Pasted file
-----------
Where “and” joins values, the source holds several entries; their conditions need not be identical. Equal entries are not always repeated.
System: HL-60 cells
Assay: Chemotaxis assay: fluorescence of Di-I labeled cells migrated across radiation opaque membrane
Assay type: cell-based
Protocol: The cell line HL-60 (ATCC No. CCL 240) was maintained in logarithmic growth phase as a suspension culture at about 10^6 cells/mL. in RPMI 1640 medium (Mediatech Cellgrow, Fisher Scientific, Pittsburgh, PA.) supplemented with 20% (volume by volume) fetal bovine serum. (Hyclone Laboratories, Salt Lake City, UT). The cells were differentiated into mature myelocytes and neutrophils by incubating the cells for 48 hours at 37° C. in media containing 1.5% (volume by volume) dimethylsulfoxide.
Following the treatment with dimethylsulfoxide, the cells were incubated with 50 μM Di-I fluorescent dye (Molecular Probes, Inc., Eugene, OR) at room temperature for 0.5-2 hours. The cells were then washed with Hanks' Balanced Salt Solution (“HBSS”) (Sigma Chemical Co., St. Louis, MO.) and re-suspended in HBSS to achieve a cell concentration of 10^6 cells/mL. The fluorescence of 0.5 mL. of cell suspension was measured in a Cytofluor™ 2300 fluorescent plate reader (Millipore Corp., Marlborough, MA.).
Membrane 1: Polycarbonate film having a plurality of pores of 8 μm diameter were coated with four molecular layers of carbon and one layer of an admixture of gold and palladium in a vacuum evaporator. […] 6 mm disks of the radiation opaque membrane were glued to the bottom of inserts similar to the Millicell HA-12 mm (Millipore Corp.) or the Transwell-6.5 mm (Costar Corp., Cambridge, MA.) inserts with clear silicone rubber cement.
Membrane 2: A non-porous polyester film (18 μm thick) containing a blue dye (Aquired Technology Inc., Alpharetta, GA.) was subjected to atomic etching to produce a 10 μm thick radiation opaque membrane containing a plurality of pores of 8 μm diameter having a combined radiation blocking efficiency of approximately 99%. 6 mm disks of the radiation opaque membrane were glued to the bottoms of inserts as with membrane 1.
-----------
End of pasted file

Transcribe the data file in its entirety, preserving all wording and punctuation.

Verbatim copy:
Where “and” joins values, the source holds several entries; their conditions need not be identical. Equal entries are not always repeated.
System: HL-60 cells
Assay: Chemotaxis assay: fluorescence of Di-I labeled cells migrated across radiation opaque membrane
Assay type: cell-based
Protocol: The cell line HL-60 (ATCC No. CCL 240) was maintained in logarithmic growth phase as a suspension culture at about 10^6 cells/mL. in RPMI 1640 medium (Mediatech Cellgrow, Fisher Scientific, Pittsburgh, PA.) supplemented with 20% (volume by volume) fetal bovine serum. (Hyclone Laboratories, Salt Lake City, UT). The cells were differentiated into mature myelocytes and neutrophils by incubating the cells for 48 hours at 37° C. in media containing 1.5% (volume by volume) dimethylsulfoxide.
Following the treatment with dimethylsulfoxide, the cells were incubated with 50 μM Di-I fluorescent dye (Molecular Probes, Inc., Eugene, OR) at room temperature for 0.5-2 hours. The cells were then washed with Hanks' Balanced Salt Solution (“HBSS”) (Sigma Chemical Co., St. Louis, MO.) and re-suspended in HBSS to achieve a cell concentration of 10^6 cells/mL. The fluorescence of 0.5 mL. of cell suspension was measured in a Cytofluor™ 2300 fluorescent plate reader (Millipore Corp., Marlborough, MA.).
Membrane 1: Polycarbonate film having a plurality of pores of 8 μm diameter were coated with four molecular layers of carbon and one layer of an admixture of gold and palladium in a vacuum evaporator. […] 6 mm disks of the radiation opaque membrane were glued to the bottom of inserts similar to the Millicell HA-12 mm (Millipore Corp.) or the Transwell-6.5 mm (Costar Corp., Cambridge, MA.) inserts with clear silicone rubber cement.
Membrane 2: A non-porous polyester film (18 μm thick) containing a blue dye (Aquired Technology Inc., Alpharetta, GA.) was subjected to atomic etching to produce a 10 μm thick radiation opaque membrane containing a plurality of pores of 8 μm diameter having a combined radiation blocking efficiency of approximately 99%. 6 mm disks of the radiation opaque membrane were glued to the bottoms of inserts as with membrane 1.